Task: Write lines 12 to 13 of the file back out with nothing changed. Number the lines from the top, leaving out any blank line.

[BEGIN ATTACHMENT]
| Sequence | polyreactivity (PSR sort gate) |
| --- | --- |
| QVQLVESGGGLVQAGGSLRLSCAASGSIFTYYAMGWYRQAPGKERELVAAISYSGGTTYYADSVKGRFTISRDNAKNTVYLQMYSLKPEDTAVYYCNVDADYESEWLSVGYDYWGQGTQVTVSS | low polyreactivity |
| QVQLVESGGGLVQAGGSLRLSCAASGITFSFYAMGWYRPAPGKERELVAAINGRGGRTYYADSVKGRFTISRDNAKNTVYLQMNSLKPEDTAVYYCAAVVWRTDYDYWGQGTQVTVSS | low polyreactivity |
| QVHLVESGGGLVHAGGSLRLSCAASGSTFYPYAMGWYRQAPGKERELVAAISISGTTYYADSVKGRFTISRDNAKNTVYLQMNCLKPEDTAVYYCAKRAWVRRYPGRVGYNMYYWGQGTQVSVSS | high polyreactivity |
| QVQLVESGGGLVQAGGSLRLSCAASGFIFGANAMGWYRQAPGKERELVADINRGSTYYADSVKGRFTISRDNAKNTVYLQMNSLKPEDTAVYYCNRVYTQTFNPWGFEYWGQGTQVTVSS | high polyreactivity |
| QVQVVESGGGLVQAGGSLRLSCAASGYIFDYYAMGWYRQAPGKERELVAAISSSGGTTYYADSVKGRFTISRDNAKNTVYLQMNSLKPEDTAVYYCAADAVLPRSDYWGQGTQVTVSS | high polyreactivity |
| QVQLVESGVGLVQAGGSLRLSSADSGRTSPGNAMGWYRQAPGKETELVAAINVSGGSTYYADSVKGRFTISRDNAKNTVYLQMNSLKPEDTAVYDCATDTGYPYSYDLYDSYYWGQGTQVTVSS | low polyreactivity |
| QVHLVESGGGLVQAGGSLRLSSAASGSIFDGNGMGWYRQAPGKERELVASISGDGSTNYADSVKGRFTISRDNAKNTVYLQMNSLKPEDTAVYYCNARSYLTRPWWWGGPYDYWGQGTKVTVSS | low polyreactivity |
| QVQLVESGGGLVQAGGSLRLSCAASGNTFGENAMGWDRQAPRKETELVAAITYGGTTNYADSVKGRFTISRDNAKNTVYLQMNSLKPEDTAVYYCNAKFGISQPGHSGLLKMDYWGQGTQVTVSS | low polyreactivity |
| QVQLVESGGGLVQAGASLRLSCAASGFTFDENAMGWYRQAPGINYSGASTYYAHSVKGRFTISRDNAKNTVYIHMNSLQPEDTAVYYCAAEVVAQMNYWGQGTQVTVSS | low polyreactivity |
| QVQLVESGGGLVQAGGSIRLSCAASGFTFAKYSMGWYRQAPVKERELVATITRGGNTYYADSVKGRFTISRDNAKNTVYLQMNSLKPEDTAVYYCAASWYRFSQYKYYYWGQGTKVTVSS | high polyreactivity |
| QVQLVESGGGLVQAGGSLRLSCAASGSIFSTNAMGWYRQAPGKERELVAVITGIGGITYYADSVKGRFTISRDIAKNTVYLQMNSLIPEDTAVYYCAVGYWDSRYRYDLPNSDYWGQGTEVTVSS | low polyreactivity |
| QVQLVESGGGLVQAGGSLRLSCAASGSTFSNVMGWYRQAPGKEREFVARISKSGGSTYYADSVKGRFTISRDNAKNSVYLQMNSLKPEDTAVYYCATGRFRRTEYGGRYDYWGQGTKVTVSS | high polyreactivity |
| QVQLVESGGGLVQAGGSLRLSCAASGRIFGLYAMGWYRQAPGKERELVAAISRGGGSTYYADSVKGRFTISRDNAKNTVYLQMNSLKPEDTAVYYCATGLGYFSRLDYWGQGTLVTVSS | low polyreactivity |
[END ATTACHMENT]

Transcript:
| QVQLVESGGGLVQAGGSIRLSCAASGFTFAKYSMGWYRQAPVKERELVATITRGGNTYYADSVKGRFTISRDNAKNTVYLQMNSLKPEDTAVYYCAASWYRFSQYKYYYWGQGTKVTVSS | high polyreactivity |
| QVQLVESGGGLVQAGGSLRLSCAASGSIFSTNAMGWYRQAPGKERELVAVITGIGGITYYADSVKGRFTISRDIAKNTVYLQMNSLIPEDTAVYYCAVGYWDSRYRYDLPNSDYWGQGTEVTVSS | low polyreactivity |